Japan is lagging other countries such as South Korea and the United States that have already begun rolling out 5G services.

    One of the conditions from the telecoms ministry was to “take sufficient cybersecurity measures including responding to supply chain risk.”

    The condition effectively prevents the telecom providers from using network equipment from China’s Huawei and ZTE, and follows a de facto ban implemented last year on Japanese government purchases from the manufacturers.

    Huawei and ZTE are under intense scrutiny from Washington over their ties to the Chinese government, driven by concerns they could be used by Beijing for spying.

    The four Japanese telcos will cumulatively spend just under 1.7 trillion yen ($15.29 billion) over five years building their networks. That is seen as a conservative estimate likely to rise over time.

    The financial burden on the telcos comes as they face government pressure to lower carrier fees, with the start of 4G services by Rakuten in October expected to increase price competition.

    https://venturebeat.com/2019/04/10/japan-allocates-5g-spectrum-to-carriers-blocks-huawei-and-zte-gear/

  2. How China’s Huawei took the lead on 5G –Washington Post:
    As U.S. officials have pressured allies not to use networking gear from Chinese technology giant Huawei over spying concerns, President Trump has urged American companies to “step up” and compete to provide the next generation of high-speed, low-lag wireless service known as 5G.

    “We cannot allow any other country to outcompete the United States,” Trump said Friday at a White House event to unveil the administration’s next steps on 5G – a massive airwaves auction and a proposed $20 billion broadband infrastructure fund.

    There’s just one problem: Barely any U.S. companies manufacture the technology’s most critical components.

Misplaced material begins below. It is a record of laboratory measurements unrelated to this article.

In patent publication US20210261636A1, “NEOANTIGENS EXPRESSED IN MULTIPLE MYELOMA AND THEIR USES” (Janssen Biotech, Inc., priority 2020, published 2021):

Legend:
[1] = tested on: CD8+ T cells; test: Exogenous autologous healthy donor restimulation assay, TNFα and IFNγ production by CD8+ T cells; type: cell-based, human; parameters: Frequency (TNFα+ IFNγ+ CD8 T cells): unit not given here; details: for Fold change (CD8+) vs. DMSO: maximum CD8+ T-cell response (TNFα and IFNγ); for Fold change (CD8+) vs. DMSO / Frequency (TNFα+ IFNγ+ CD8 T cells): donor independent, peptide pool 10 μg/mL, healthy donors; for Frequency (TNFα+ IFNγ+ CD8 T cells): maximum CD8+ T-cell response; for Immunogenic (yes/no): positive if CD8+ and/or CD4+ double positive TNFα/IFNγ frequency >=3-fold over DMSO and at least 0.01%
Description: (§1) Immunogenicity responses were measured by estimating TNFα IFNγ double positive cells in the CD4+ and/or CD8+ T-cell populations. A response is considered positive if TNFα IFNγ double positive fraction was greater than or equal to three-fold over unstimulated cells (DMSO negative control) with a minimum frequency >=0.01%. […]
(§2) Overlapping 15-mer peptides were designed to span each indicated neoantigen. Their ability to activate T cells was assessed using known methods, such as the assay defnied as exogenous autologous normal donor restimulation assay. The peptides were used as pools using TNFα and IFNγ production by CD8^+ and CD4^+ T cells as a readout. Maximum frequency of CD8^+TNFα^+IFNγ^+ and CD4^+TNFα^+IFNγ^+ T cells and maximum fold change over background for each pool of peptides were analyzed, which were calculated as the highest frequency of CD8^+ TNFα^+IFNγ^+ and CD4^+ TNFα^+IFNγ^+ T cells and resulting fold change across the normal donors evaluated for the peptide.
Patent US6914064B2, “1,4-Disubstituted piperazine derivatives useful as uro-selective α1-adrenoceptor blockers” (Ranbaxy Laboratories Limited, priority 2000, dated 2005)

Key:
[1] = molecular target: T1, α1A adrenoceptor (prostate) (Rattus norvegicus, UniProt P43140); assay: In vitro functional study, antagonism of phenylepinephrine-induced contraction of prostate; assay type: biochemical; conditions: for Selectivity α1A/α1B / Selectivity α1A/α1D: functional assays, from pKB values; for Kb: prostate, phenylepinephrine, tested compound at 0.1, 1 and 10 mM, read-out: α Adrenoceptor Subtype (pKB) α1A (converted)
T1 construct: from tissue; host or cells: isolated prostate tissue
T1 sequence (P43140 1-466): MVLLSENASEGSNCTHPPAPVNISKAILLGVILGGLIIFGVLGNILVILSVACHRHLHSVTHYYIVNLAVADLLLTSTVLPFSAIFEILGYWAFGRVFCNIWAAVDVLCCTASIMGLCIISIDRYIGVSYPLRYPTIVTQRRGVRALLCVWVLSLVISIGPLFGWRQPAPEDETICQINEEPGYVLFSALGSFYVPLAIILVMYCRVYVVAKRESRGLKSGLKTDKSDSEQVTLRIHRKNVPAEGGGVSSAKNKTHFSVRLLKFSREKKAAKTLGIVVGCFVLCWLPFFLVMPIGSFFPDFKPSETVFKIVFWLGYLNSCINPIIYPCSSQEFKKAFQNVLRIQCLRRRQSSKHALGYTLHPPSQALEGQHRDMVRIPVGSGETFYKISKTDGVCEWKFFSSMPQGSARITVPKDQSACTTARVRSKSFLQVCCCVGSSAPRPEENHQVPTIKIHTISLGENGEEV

The absence of a major U.S. alternative to foreign suppliers of 5G networking equipment underscores the growing dominance of Huawei, which has evolved into the world’s biggest supplier of telecom equipment, sparking fears within the Trump administration that a 5G network powered by Huawei’s wireless parts could endanger national security. And it throws into sharp relief the years-long retreat by U.S. firms from that market.

    Carriers such as Sprint and Verizon have moved swiftly to launch 5G services for consumers. But the wireless networking gear the industry relies on still comes from foreign suppliers: four companies – Sweden’s Ericsson, Finland’s Nokia and China’s Huawei and ZTE – account for two-thirds of the global market for telecom equipment, according to analyst estimates.

    Some U.S. technology giants such as Cisco sell switches and routers that reside in the innermost parts of a carrier’s network. But despite its size, Cisco doesn’t compete in the market for “radio access,” or the wireless infrastructure that allows cell sites to connect with smartphones and other mobile devices.

    “There is no U.S.-based wireless access equipment provider today that builds those solutions,” said Sandra Rivera, a senior vice president at Intel who helps guide the chipmaker’s 5G strategy.

    It’s this part of the Internet ecosystem that is increasingly important as more devices and appliances gain wireless connectivity and smart capabilities. 5G is expected to shape technological innovation for years to come, providing mobile data connections for virtual-reality headsets, driverless cars and more. Proponents say 5G eventually will support download speeds of 1,000 megabits per second, roughly 100 times faster than today’s 4G standard.

    The rising global demand for 5G equipment highlights how the United States, a technology leader in other respects, is largely absent from the wireless networking industry. It reflects the decline of a once vibrant ecosystem of American companies that formerly went toe-to-toe with the likes of Nokia and Ericsson. And it puts a focus on Chinese firms such as Huawei, whose rise to prominence has come at the expense of Western networking titans and sparked a global campaign by U.S. officials eager to persuade allies not to allow Chinese equipment into their networks.